When I awoke a policeman was standing next to me telling me to go with him. He led me upstairs to the same room where I had been questioned the previous day. Outside it was already light and a sunbeam penetrated the window. Behind the desk sat a police officer I hadn't seen before, writing something on a report sheet laid in front of him. He raised his eyes to me for a moment and told me to sit down. I was sure that this police officer had come to interrogate me and braced myself in preparation for it, thinking to myself how to answer his questions. While I was occupied with these thoughts, another policeman came into the room and laid on the table all my personal belongings. The thought flashed across my mind that they were going to transfer me to some other place. The officer finished whatever he had been writing, turned his attention to me and said shortly:

“You're free to go!”
He placed the form he had been writing on in front of me, asking for my signature. It was a statement agreeing that I had no complaints against the police for their treatment of me while under arrest, and that I had received back all that had been taken from me.

I just couldn't believe my ears and continued to sit there until the officer repeated himself and said, “You're free to go!” I took my things and left the station. On the other side of the street standing and waiting for me were Harry and Ula. Within twenty-four hours their faces had changed completely - unrecognizably, as if old-age had overtaken them out of the blue. I was full of compassion for them.

Harry never answered my question as to how much he had paid to get me out of there, but it could only have been an immense amount of money.

It was at this time that Ignacz, Harry's brother, returned from Russia and brought with him a heavy kit-bag which he carried on his back and a heavy, wooden suitcase. His clothes were poor. The neighbours all made jokes saying that he had brought a lot of property but his elder brother, Joseph, said that in the kit-bag and the suitcase there could only be stones. When Ignacz himself was asked what he had brought, he replied:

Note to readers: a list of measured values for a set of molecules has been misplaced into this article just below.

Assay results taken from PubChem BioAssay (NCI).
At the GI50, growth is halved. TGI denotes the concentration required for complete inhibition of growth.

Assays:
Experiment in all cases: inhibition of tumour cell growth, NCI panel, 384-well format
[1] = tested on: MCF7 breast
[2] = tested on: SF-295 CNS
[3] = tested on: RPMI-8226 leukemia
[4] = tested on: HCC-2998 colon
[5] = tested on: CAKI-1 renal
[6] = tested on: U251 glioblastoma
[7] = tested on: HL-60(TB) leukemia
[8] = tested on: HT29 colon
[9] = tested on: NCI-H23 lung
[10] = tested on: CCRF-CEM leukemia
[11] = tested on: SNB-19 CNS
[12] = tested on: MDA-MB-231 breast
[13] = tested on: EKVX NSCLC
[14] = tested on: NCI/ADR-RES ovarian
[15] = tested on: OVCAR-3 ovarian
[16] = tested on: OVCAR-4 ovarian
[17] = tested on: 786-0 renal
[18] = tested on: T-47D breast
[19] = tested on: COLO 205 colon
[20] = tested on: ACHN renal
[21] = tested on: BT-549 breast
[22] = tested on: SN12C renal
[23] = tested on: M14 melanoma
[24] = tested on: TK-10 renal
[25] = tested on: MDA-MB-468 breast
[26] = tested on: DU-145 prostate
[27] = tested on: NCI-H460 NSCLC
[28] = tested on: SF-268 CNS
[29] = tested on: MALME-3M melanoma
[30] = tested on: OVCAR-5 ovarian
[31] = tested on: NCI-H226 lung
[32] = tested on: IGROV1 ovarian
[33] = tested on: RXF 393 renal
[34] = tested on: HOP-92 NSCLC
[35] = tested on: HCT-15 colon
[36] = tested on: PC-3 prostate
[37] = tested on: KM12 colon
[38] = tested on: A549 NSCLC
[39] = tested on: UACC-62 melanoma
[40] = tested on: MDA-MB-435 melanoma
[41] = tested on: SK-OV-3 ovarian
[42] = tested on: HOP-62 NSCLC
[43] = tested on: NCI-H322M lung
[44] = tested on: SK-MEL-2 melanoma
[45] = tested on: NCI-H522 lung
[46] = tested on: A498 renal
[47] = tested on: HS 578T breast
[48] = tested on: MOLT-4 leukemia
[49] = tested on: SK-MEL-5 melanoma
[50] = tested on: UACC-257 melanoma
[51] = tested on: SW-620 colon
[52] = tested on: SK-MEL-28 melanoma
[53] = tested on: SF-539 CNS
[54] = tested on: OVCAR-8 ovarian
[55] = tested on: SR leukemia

“Ah! I have very expensive items in there: very rare books which were extremely difficult to acquire.” Everyone broke out laughing and Harry said if indeed he had brought books, rather than other items it was entirely like his brother to do so. Harry and Ula made a big welcome-home party for Ignacz. The whole surviving family took part and the friends living in the house. The party was a great success - there was plenty to eat and drink and I drank glass after glass and was happy for, and with everyone. I saw the three brothers who had survived, each in a different way, the cousin, Erika and her saviour Mrs. Schumanski, and a few more distant relatives, celebrating, all together round the table, remembering together events from their home, before the war and I recalled my own family, from which no one except me survived. A picture of Sobibor came up in front of me. I saw my mother and my little brother Yankeleh walking there between the two fences of barbed wire, to the gas-chambers. I saw them being burnt on the pyres, with the fire and smoke reaching heavenwards. I saw my brother Mottel, killed in a field. I saw my father's body in the cemetery at Pruszkow and the smell of the rotting corpse returned to me and went up my nostrils. Suddenly I didn't see a thing from the reality around me ...only the terrible scenes. I burst into uncontrollable sobbing which cut through the noise and silenced everyone round the table.